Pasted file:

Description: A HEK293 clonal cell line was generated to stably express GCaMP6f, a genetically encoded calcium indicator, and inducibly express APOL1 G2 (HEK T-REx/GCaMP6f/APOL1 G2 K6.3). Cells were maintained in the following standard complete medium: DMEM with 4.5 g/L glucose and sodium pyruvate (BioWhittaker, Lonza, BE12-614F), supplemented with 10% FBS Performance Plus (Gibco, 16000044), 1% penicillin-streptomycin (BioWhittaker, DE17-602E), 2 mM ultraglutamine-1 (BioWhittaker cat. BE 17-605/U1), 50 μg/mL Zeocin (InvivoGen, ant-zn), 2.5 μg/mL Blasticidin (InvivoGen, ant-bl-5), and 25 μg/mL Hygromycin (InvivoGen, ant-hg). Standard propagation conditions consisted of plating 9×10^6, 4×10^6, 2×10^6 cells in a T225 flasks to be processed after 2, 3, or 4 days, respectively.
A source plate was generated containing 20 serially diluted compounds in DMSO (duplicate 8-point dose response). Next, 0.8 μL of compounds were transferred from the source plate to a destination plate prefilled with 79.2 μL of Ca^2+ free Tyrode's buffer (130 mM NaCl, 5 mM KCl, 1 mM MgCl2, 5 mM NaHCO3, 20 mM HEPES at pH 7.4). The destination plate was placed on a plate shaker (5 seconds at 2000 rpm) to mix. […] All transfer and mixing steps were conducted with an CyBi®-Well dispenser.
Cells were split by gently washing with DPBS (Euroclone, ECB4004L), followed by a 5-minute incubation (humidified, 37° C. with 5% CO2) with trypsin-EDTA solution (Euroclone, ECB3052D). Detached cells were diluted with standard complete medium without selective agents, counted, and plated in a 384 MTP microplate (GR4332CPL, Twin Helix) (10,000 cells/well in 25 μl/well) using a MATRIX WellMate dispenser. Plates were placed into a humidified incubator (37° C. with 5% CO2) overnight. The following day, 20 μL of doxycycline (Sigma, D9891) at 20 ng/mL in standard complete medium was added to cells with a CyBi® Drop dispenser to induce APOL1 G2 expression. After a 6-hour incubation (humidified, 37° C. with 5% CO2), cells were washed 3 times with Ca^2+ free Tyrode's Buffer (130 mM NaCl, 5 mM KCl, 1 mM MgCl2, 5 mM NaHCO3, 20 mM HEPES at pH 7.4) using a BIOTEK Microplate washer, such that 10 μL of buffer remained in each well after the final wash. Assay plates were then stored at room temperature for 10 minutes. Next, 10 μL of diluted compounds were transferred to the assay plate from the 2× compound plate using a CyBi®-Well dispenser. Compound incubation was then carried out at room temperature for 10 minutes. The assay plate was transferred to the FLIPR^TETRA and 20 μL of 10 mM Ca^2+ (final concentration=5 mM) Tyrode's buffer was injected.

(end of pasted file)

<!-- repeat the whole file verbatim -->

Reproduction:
Description: A HEK293 clonal cell line was generated to stably express GCaMP6f, a genetically encoded calcium indicator, and inducibly express APOL1 G2 (HEK T-REx/GCaMP6f/APOL1 G2 K6.3). Cells were maintained in the following standard complete medium: DMEM with 4.5 g/L glucose and sodium pyruvate (BioWhittaker, Lonza, BE12-614F), supplemented with 10% FBS Performance Plus (Gibco, 16000044), 1% penicillin-streptomycin (BioWhittaker, DE17-602E), 2 mM ultraglutamine-1 (BioWhittaker cat. BE 17-605/U1), 50 μg/mL Zeocin (InvivoGen, ant-zn), 2.5 μg/mL Blasticidin (InvivoGen, ant-bl-5), and 25 μg/mL Hygromycin (InvivoGen, ant-hg). Standard propagation conditions consisted of plating 9×10^6, 4×10^6, 2×10^6 cells in a T225 flasks to be processed after 2, 3, or 4 days, respectively.
A source plate was generated containing 20 serially diluted compounds in DMSO (duplicate 8-point dose response). Next, 0.8 μL of compounds were transferred from the source plate to a destination plate prefilled with 79.2 μL of Ca^2+ free Tyrode's buffer (130 mM NaCl, 5 mM KCl, 1 mM MgCl2, 5 mM NaHCO3, 20 mM HEPES at pH 7.4). The destination plate was placed on a plate shaker (5 seconds at 2000 rpm) to mix. […] All transfer and mixing steps were conducted with an CyBi®-Well dispenser.
Cells were split by gently washing with DPBS (Euroclone, ECB4004L), followed by a 5-minute incubation (humidified, 37° C. with 5% CO2) with trypsin-EDTA solution (Euroclone, ECB3052D). Detached cells were diluted with standard complete medium without selective agents, counted, and plated in a 384 MTP microplate (GR4332CPL, Twin Helix) (10,000 cells/well in 25 μl/well) using a MATRIX WellMate dispenser. Plates were placed into a humidified incubator (37° C. with 5% CO2) overnight. The following day, 20 μL of doxycycline (Sigma, D9891) at 20 ng/mL in standard complete medium was added to cells with a CyBi® Drop dispenser to induce APOL1 G2 expression. After a 6-hour incubation (humidified, 37° C. with 5% CO2), cells were washed 3 times with Ca^2+ free Tyrode's Buffer (130 mM NaCl, 5 mM KCl, 1 mM MgCl2, 5 mM NaHCO3, 20 mM HEPES at pH 7.4) using a BIOTEK Microplate washer, such that 10 μL of buffer remained in each well after the final wash. Assay plates were then stored at room temperature for 10 minutes. Next, 10 μL of diluted compounds were transferred to the assay plate from the 2× compound plate using a CyBi®-Well dispenser. Compound incubation was then carried out at room temperature for 10 minutes. The assay plate was transferred to the FLIPR^TETRA and 20 μL of 10 mM Ca^2+ (final concentration=5 mM) Tyrode's buffer was injected.